5 Keys To Crushing The Cavs

Homecoming brings the Virginia Cavaliers to Tiger Town Saturday for a 12:00 kickoff televised by JP Sports. Virginia, led by head coach Al Groh (18-13 in his third year at UVA), enters the contest Saturday at 4-1 (3-0) on the year and ranked #25 in the country.

Virginia has conference wins over Duke, Wake Forest, and North Carolina on a schedule that is softer at the beginning of the year than what lies ahead for the Cavaliers. The Cavaliers are 1-1 out of conference with a win over Western Michigan and a loss to South Carolina.

Clemson enters the game Saturday at 3-2 (1-1) on the season and on a two game losing streak to the Al Groh-coached Cavaliers. The last time the Cavs came to Clemson, Billy McMullen caught a touchdown pass with 1 second on the clock to give the Cavaliers a win.

Here are my 5 keys to the Tigers getting a victory over Virginia on Saturday.

Speed Up
The theory of rushing to the line of scrimmage and forcing the defense to show their personnel before backing away to get the play call is sound on it's principal. It gives the Clemson offensive coaches a chance to check into a play that maximizes the percentages of success based on that personnel and alignment.

What defenses are doing now, however, is shifting at the last minute before the snap and negating the advantage that Clemson gains in this current set up.

That is not to say that Clemson should abandon calling the plays at the line of scrimmage. What I am suggesting is that the Tigers need to mix it up. On some plays Charlie needs to take the snap directly upon lining up and running the play regardless of what formation or personnel the defense has. Then, on other plays, Charlie can fake the snap and then look over to the sideline for the play similar to what has been done the last several weeks.

Mixing it up will force the defenses to seriously consider the possibility that Clemson will snap the ball when they first get under center…something that no defense is worrying about now considering the Tigers 100% of the time back away and get the play called from the sideline.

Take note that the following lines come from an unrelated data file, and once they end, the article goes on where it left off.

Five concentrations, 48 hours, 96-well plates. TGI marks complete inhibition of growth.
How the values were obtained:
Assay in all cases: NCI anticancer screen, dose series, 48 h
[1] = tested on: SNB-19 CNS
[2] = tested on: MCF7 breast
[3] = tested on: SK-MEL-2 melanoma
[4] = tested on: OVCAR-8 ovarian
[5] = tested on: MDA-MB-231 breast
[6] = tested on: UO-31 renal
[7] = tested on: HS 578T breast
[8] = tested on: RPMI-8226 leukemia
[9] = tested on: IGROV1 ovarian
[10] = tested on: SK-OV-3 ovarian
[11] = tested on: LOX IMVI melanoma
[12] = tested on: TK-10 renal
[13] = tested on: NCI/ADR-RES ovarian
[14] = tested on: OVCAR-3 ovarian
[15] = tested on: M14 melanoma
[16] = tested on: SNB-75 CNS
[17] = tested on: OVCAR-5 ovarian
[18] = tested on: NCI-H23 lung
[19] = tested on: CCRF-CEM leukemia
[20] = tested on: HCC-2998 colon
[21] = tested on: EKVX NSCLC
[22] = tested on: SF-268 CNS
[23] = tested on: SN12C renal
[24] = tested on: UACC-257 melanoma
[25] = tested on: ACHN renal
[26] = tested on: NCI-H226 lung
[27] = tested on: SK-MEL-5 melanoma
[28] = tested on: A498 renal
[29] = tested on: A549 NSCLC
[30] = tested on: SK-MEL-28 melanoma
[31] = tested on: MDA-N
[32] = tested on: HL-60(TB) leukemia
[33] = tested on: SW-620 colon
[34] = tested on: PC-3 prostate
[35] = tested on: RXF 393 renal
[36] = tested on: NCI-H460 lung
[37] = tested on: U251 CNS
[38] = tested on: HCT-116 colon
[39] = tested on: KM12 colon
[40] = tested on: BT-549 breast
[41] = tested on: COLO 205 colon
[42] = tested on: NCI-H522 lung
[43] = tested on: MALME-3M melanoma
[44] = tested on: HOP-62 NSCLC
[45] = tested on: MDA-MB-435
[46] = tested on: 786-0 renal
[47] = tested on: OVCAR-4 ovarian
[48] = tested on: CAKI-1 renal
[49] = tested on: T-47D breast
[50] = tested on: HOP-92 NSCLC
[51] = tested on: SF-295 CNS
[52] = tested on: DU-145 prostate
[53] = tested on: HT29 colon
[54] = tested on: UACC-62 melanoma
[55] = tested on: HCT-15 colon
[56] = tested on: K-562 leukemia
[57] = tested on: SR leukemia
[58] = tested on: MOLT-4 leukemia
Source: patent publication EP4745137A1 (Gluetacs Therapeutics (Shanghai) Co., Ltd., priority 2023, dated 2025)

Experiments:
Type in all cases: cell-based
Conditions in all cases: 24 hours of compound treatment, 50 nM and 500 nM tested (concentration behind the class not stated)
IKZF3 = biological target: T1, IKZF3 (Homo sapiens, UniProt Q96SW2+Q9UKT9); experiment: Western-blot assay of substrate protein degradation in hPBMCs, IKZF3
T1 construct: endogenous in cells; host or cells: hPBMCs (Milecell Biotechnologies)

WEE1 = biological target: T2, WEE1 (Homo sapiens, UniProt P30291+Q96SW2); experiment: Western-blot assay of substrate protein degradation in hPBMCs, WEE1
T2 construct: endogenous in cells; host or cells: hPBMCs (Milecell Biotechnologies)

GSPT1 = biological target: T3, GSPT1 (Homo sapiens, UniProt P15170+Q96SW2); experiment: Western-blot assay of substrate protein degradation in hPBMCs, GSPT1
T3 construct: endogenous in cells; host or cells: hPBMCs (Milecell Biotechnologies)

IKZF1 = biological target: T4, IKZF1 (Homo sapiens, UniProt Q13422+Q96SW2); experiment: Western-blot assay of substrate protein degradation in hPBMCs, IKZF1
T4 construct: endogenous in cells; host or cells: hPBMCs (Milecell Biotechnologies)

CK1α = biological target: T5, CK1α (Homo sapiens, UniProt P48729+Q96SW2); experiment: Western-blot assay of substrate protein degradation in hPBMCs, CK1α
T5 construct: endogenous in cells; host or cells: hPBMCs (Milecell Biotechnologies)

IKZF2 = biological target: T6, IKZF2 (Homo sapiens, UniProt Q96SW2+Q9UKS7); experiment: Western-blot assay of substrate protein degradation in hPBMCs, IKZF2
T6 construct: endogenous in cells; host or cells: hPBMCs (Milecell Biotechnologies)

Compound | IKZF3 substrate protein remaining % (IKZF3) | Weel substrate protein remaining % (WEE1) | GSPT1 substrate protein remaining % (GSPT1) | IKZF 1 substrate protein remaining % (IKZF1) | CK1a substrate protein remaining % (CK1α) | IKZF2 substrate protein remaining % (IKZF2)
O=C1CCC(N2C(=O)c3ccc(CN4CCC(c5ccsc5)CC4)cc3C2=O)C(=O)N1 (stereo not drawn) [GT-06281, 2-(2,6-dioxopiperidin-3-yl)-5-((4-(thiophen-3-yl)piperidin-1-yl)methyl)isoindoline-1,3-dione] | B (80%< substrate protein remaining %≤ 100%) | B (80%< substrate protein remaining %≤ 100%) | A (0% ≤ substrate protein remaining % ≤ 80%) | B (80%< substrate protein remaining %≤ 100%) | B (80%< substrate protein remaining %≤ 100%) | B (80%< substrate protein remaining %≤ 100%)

In addition, Clemson seemed to move the ball better later in the game against Maryland when the pace quickened a little…something that may also prove to be an asset this week.

Heisman Or Hype?
I am not here to debate whether Matt Schaub is a good quarterback. He has won me over several times over the past two years. Schaub is completing 74% of his passes this year for 694 yards and 4 touchdowns with 3 interceptions. That averages out to a robust 231.3 yards per game passing.

However, Schaub did not play against South Carolina, arguably the best defense the Cavs have faced to date. Schaub's numbers have been accumulated against Duke, Wake Forest, and North Carolina…not exactly a who's who in terms of defensive prowess.

Schaub is good enough to beat Clemson with his throwing ability, but not without a running game. Schaub has been most successful in his career at Virginia when he has a running game that is deflecting the attention away from him. The Cavailiers don't have overly impressive receivers, with Heath Miller leading the way averaging only 52 yards a game receiving.

The Cavaliers, however, do have very good running backs that can take over a game. Wali Lundy (102.4 yards per game) and Alvin Pearman (56 yards per game) give the Cavs a very good 1-2 punch. Clemson must find a way, much like they did last week against Maryland, to keep Virginia from grinding the ball on the ground. Clemson's goal will be to force Schaub into a situation where he has to make plays consistently, something that he may or may not be able to do against the Clemson defense.

Opportunistic Playmaking
What Clemson has lacked in the 2 losses they have suffered this year is opportunistic playmaking on both sides of the ball. In need of a touchdown on a trick play against Georgia, Duane Coleman's pass back to Charlie Whitehurst was knocked away. Kevin Youngblood's touchdown reception against Maryland was ruled pass interference. Scott McBrien's fumble laid on the ground behind the line of scrimmage for an eternity before a Terp offensive lineman fell on it. Justin Miller has missed several interceptions. The broken record could go on and on.